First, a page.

My apologies for taking this long to write a post, so much has been going on and I have been looking at life unfolding in a steady forward movement and wondering what it is all about.
After some innermost reflection it all seems to lead to one thing no matter how much I try to make it into something else: life is about opening our hearts in order to experience the love within every single aspect of it.
I am sitting at my desk with the latest addition to my life snuggled comfortably on my lap, a little Chihuahua dog I named Georgy. Outside a blizzard has been blowing snow all day long without an end in sight. Yes, it is the perfect moment and day to sit down and write a post. No excuses.
So, where to begin? I guess from the beginning of the latest adventures. I will need to roll back time all the way to January 21st. I will also need to give some background information to make the story clearer.
I work in Black Forest, Colorado managing a household comprised of a middle aged couple and three dogs, two Great Danes, Scarlett and Lulu and one toy poodle, Moose. I enjoy my work there as I get to spend much of my time caring for the doggies while their parents travel around the world mostly for work.
Every year the dogs leave for about two months to be with their parents at their other home in D.C. and every time my heart aches as I watch them happily leave.
When the time for their departure drew closer my heart ached more so than ever before.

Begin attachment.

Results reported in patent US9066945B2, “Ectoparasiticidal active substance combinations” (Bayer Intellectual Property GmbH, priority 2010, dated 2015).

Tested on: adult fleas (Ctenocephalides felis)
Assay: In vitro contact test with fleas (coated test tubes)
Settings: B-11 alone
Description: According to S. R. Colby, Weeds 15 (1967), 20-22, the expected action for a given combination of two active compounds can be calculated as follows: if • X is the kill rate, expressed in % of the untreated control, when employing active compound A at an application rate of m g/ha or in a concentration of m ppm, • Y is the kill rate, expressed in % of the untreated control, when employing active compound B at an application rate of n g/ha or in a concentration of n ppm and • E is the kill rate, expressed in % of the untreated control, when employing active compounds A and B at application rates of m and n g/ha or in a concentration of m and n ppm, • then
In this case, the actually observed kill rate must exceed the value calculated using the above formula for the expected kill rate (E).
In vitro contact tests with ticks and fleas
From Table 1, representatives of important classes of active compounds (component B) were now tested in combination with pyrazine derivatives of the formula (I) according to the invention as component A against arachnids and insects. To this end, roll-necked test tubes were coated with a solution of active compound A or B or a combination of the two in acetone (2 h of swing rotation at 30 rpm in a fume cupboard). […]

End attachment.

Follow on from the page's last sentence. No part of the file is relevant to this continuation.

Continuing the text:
Around the same time I began having a strong desire to have a dog of my own again. It had been over two years since I had my own pet.
Once I got the approval from my employers to bring my own pet over whenever I would be watching their babies, I began searching online for a dog to adopt. I wanted a small one, 10 lbs or less and one that was already house broken; older dog and I would even consider a senior dog. I filled out numerous online applications and each time the dog I was looking for would be either denied to me or no longer available. A couple of weeks went by and I was beginning to feel discouraged by the results of my search. I really didn’t think it would be this difficult to adopt a dog with so many out there in need of a home.
A week before the dogs were scheduled to depart I decided to drive out to a shelter that rescued Mill dogs. On my way there I was listening to a Christian station and these two songs came on back to back. The first song, “Tell your heart to beat again by Danny Gokey, had been on my mind for several days. The station had never played it for as long as I had been listening.
Tears rolled down my cheeks as I listened to the familiar lyrics; my heart ached with every beat. The next song, the latest by Mercy Me, “We are almost home,” brought more tears along with a sense of renewed hope to my ailing heart.